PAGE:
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Man falls onto road from back of moving West Perth police paddy wagon

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Dashcam has captured the moment a man appeared to roll out of the back of a moving police paddy wagon and onto a main road in Perth.

Footage taken on Sunday just before 2pm shows the police vehicle about to turn right at the Charles and Newcastle Street intersection in West Perth.

Watch the video above

Dashcam from a car in the adjacent lane shows the back door of the paddy wagon flying open.

Dashcam from a car in the adjacent lane shows the back door of the paddy wagon flying open.

A man then drops out of the back as the police vehicle drives away.

He can briefly be seen rolling onto the road before the car drives out of the shot.

More on 7NEWS.com.au

“Police forgot to lock the back door of there (sic) paddy wagon,” said the dashcam owner, who remains anonymous.

“Unfortunately the dashcam didn’t captcha (sic) him running away and the police chasing him down the freeway.”

The footage was posted on Facebook to the Dashcam Owners Australia page on Monday.

The footage was posted on Facebook to the Dashcam Owners Australia page on Monday.

7NEWS.com.au has contacted WA police for comment.

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Christmas holiday leave mythbuster: Can bosses say no to you taking time off?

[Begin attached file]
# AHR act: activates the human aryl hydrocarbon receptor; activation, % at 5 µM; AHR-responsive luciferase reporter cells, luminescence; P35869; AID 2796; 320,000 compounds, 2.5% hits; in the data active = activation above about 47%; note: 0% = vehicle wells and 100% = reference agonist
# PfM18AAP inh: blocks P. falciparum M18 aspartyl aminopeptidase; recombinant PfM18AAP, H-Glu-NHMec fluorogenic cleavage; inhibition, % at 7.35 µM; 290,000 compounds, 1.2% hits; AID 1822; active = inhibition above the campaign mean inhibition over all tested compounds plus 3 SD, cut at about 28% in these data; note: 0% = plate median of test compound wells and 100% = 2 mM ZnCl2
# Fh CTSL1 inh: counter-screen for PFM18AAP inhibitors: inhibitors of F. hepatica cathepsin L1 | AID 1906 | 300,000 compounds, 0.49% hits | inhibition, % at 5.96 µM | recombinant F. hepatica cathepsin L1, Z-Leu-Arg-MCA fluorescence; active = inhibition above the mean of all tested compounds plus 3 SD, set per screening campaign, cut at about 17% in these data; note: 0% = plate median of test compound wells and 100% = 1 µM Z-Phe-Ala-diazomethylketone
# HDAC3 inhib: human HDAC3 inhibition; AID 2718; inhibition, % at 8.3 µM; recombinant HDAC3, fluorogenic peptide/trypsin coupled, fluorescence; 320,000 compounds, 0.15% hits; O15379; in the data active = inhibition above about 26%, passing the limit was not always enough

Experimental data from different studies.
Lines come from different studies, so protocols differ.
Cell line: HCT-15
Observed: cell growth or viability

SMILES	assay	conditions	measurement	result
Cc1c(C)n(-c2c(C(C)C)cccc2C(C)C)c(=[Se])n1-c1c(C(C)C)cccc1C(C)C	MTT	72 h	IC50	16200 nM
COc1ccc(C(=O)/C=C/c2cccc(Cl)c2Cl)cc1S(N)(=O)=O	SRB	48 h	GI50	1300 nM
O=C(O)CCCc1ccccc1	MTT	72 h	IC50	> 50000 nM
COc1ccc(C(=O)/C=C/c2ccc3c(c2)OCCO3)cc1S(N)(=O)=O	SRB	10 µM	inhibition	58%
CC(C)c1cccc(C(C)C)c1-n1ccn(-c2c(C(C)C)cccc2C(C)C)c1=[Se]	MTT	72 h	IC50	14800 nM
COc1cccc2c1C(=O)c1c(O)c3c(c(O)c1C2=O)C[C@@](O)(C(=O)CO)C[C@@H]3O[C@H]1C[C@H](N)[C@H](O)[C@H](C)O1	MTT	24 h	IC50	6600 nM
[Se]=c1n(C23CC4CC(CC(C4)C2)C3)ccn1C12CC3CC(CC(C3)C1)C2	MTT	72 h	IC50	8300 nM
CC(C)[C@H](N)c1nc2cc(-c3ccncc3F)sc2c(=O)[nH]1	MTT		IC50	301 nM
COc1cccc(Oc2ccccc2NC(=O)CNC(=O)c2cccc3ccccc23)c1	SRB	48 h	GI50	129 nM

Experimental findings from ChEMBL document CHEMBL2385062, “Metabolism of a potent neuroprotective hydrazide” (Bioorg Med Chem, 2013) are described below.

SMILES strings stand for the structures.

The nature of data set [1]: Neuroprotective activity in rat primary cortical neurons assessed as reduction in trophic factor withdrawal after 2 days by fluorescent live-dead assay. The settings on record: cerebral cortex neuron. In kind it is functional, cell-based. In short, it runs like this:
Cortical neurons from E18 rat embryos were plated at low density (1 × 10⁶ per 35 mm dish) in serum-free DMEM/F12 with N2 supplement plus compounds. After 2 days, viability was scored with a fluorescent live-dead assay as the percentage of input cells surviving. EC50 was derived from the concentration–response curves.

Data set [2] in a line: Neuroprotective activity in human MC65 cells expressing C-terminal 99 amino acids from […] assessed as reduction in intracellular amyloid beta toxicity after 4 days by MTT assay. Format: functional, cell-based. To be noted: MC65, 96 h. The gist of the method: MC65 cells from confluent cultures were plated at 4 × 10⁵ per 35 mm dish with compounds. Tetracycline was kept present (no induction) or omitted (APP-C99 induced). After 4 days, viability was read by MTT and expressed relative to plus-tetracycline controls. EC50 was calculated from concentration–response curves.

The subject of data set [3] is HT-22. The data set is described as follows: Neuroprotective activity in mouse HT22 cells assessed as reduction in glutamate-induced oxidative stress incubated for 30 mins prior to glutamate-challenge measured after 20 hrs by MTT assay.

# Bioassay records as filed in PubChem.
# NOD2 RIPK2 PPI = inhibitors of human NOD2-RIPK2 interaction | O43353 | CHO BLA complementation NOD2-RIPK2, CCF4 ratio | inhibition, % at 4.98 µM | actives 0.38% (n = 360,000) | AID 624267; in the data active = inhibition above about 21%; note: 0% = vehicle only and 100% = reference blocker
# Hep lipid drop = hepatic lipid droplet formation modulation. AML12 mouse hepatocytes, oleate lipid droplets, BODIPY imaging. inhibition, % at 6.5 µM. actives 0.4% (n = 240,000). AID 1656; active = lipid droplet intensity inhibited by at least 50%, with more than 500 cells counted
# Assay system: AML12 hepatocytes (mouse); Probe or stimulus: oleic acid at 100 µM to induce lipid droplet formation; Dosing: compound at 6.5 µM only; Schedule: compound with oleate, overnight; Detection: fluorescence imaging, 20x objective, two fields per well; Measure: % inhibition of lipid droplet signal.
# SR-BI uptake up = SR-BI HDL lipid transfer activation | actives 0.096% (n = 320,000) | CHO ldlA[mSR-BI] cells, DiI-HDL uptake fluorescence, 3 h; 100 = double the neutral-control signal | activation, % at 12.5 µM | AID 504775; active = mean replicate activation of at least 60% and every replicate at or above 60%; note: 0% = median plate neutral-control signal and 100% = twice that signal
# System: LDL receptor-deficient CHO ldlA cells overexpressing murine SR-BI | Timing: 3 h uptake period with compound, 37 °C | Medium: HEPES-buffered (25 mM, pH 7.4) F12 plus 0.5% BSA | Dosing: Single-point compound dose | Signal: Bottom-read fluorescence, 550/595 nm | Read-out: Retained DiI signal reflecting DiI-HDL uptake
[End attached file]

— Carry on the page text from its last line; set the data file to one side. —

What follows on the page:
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Bosses who refuse to grant their employees leave over the holiday period may be breaking the law.

Telling workers they can’t have time off over Christmas and New Year period because it’s ‘too busy’ is an ‘unreasonable’ excuse under the Fair Work Act. 

Most full-time workers in Australia get four weeks annual leave a year, in addition to their sick or personal leave entitlements, while shift workers are entitled to five weeks off.

While the Fair Work Act does not specifically cover annual leave bans, it does ensure that employers can not ‘unreasonably’ refuse the holiday requests of their workers.

Bosses who refuse to grant their employees leave over the holiday period without a good reason may be breaking the law (Stock image)

Bosses who refuse to grant their employees leave over the holiday period without a good reason may be breaking the law (Stock image)

Bosses who refuse to grant their employees leave over the holiday period without a good reason may be breaking the law (Stock image)

Whether a request is ‘reasonable’ depends on the individual case and depends on if an employee gives sufficient notice, and the nature of the business. 

Despite many employees complaining of having extended leave knocked back, there is neither a minimum or maximum amount of leave that can be taken at any one time.